and the
Citizens Economic Research Foundation

Tuesday, September 9, 2008

"Hell Yes!  Question 1"
Because opposition logo gives the finger to taxpayers again

Hi Massachusetts Media.  Now that we are in campaign season, we want you to have background on CLT’s support for Question One.

Since we have been the leading grassroots taxpayer organization for limited taxation for over thirty years, some assume that we are the force behind Question 1.  In fact, we learned about it when you did, when the petition was filed. Though CLT staffers signed the petition and some CLT activists collected signatures, the credit for getting this question on the ballot belongs entirely to Carla Howell and her Committee for Small Government.

Official statements and campaign material are theirs.  CLT has a slightly different perspective, best expressed by the bumper sticker we have created for our own activists:  "Hell Yes! Question 1" (the idea courtesy of Peter Blute on WCRN-AM).  Our reasons for supporting Question 1 are listed at the end of this advisory in a memo we sent to CLT members this month.

There is also the argument that "the enemy of our enemy is our friend."  We note that the "No on 1" logo, a thumbs down sign, uses the wrong digit pointing the wrong way.  We taxpayers have often seen a finger from the public employee unions flashed at us.  As usual, they are spending big money to defeat a ballot question, as they did with CLT’s Proposition 2˝ and 2000 state income tax rollback.


CLT’s Number One enemy, the Massachusetts Teachers Association, has a quote from me [Barbara Anderson] on its website, implying that I am opposed to Question 1 because I recognize that the commonwealth is already heading for fiscal crisis.  "She told Commonwealth magazine last fall:  ‘[It’s] not just the usual ‘the sky is falling’ that you hear all the time.  This time I think the sky really is going to fall’."

So far, accurately quoted.  However, the MTA for some reason neglected to continue my thought.  Commonwealth further wrote, "Anderson sees it as a spending problem, with communities unable or unwilling to get a handle on things like public employee salaries and benefits."  I would now add: maybe a yes vote on Carla’s income tax repeal will help communities, and Beacon Hill, get that handle.  Without it, duck! -- here comes the sky.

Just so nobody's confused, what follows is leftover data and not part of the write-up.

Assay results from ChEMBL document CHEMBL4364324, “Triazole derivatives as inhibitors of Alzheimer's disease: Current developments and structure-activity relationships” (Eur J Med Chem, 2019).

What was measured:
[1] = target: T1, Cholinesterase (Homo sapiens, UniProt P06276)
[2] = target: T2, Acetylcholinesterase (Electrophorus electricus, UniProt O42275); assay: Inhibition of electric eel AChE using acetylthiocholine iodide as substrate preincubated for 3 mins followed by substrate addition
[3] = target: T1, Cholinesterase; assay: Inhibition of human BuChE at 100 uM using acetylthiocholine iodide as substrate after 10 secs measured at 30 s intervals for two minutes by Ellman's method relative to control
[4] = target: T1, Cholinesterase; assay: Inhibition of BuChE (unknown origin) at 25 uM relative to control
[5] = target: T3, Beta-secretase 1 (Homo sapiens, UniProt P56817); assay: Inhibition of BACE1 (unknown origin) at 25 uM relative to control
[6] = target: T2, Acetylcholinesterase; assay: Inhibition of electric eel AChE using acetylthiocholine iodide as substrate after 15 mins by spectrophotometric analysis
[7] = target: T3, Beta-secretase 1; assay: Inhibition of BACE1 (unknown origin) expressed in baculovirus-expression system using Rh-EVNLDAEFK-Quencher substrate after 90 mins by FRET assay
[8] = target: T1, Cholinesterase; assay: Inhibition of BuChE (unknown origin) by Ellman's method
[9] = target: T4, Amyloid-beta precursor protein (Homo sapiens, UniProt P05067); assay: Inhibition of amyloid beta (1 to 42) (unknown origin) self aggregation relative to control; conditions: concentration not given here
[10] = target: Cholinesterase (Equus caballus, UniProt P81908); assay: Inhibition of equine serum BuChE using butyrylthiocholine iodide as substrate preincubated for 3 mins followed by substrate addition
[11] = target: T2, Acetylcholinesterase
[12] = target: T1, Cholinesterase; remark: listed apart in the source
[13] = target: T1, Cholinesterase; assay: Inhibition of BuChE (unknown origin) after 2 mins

Union leader Bobby Haynes says that "elimination of the state income tax would be the end of the commonwealth of Massachusetts as we know it".  (Worcester T&G, 9/1, 2008)

Yes, with any luck.  The commonwealth of Massachusetts "as we know it" needs to be ended, so a better commonwealth can take its place.

Memo to Citizens for Limited Taxation members
From Barbara Anderson

Question One on the ballot in November is an initiative petition to repeal the state income tax over two years.  It is not a CLT initiative:  it was created by Carla Howell and her Committee for Small Government.  If it passes on November 4th, it becomes law:  The income tax rate for Tax Year 2009 will be 2.65%, and for 2010 -- 0%.  This new law can be repealed only by a majority vote in both the House and Senate, then the governor’s signature.

If anyone asks you why CLT supports Question One:

1. We have tried everything else to make the Commonwealth a better place for taxpayers to live.  We have lobbied, petitioned, campaigned, formed a PAC to support better legislative candidates, created a website, issued news releases, done talk radio, and written letters and columns.  We have supported campaigns for tax limits, tax cuts, term limits, a part-time Legislature, legislative rules reform, prevailing wage repeal, and education choice.  We have attacked, cajoled, praised when possible, and pleaded for fiscal responsibility.  We have held it all together for over thirty years but government in Massachusetts has reached the point of no accountability.  The system exists not to provide services but to serve itself.  Something has to be done and Question One is the only game in town:  the only way to save the Commonwealth from its corrupt and irresponsible politics.  We deserve better and Question 1 will demand that.

2. We are angry.  Since the "temporary" income tax increase in 1989, we worked very hard to restore the 5% income tax rate – and finally succeeded with a "responsible" three year phased-in rollback passed by the voters in 2000.  The Legislature repealed our roll-back in 2002, leaving the rate again "temporarily" at 5.3%.  If the politicians won’t keep their promise of 5%, then let’s go for zero.

3. We envy New Hampshire with its very different political culture, its part-time Legislature – due to the absence of not only an income tax, but a sales tax as well.  Though NH property taxes are 3rd highest per household in the nation, MA is also high at 8th; and our total per capita state and local revenues are 5th compared to NH at 47th.  Yet NH services seem to be as good as ours or better.  Eight other states also do not have a personal income tax:  Alaska, Florida, Nevada, S. Dakota, Tennessee, Texas, Washington and Wyoming.  Yet they provide public safety, education, infrastructure.

4. We can use the money.  If there is no income tax, we will have more for ourselves and our families.  We can apply our income tax money to our health insurance and pensions plans, instead of supporting extraordinary benefits for government workers.  We can choose to support charities that do a better, more efficient job than the state in helping others.  We can apply our savings to our property taxes, thereby helping Gov. Deval Patrick keep his pledge of "property tax relief."  Check your personal 2007 state tax return to estimate your savings.  If Question 1 passes, you won’t see that form after 2010.

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